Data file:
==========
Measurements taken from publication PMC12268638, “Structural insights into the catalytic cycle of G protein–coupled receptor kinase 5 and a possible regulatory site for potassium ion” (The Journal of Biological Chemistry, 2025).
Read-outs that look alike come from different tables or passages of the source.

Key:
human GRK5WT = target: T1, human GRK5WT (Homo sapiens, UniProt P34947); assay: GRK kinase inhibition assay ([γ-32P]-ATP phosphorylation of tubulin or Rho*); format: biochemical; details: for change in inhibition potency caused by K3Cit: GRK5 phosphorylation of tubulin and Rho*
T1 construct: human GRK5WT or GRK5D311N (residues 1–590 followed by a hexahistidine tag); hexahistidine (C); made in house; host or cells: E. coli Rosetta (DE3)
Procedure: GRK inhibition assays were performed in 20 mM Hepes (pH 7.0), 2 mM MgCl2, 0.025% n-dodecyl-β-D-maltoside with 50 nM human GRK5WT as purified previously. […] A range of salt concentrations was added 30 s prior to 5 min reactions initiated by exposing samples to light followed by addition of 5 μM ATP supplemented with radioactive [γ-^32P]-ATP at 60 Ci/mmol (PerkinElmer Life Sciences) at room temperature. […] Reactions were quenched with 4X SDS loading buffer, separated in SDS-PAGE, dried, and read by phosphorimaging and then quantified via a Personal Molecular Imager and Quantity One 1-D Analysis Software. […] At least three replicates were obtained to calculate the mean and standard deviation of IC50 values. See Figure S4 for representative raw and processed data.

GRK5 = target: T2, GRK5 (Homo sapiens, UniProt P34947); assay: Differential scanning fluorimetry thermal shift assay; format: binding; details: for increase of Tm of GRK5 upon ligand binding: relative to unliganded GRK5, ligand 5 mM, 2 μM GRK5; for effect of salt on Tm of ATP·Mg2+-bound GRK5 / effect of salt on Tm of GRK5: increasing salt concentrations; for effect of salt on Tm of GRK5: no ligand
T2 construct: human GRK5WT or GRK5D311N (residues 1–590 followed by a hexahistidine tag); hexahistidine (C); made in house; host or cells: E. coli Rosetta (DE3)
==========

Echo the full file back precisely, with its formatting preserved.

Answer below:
Measurements taken from publication PMC12268638, “Structural insights into the catalytic cycle of G protein–coupled receptor kinase 5 and a possible regulatory site for potassium ion” (The Journal of Biological Chemistry, 2025).
Read-outs that look alike come from different tables or passages of the source.

Key:
human GRK5WT = target: T1, human GRK5WT (Homo sapiens, UniProt P34947); assay: GRK kinase inhibition assay ([γ-32P]-ATP phosphorylation of tubulin or Rho*); format: biochemical; details: for change in inhibition potency caused by K3Cit: GRK5 phosphorylation of tubulin and Rho*
T1 construct: human GRK5WT or GRK5D311N (residues 1–590 followed by a hexahistidine tag); hexahistidine (C); made in house; host or cells: E. coli Rosetta (DE3)
Procedure: GRK inhibition assays were performed in 20 mM Hepes (pH 7.0), 2 mM MgCl2, 0.025% n-dodecyl-β-D-maltoside with 50 nM human GRK5WT as purified previously. […] A range of salt concentrations was added 30 s prior to 5 min reactions initiated by exposing samples to light followed by addition of 5 μM ATP supplemented with radioactive [γ-^32P]-ATP at 60 Ci/mmol (PerkinElmer Life Sciences) at room temperature. […] Reactions were quenched with 4X SDS loading buffer, separated in SDS-PAGE, dried, and read by phosphorimaging and then quantified via a Personal Molecular Imager and Quantity One 1-D Analysis Software. […] At least three replicates were obtained to calculate the mean and standard deviation of IC50 values. See Figure S4 for representative raw and processed data.

GRK5 = target: T2, GRK5 (Homo sapiens, UniProt P34947); assay: Differential scanning fluorimetry thermal shift assay; format: binding; details: for increase of Tm of GRK5 upon ligand binding: relative to unliganded GRK5, ligand 5 mM, 2 μM GRK5; for effect of salt on Tm of ATP·Mg2+-bound GRK5 / effect of salt on Tm of GRK5: increasing salt concentrations; for effect of salt on Tm of GRK5: no ligand
T2 construct: human GRK5WT or GRK5D311N (residues 1–590 followed by a hexahistidine tag); hexahistidine (C); made in house; host or cells: E. coli Rosetta (DE3)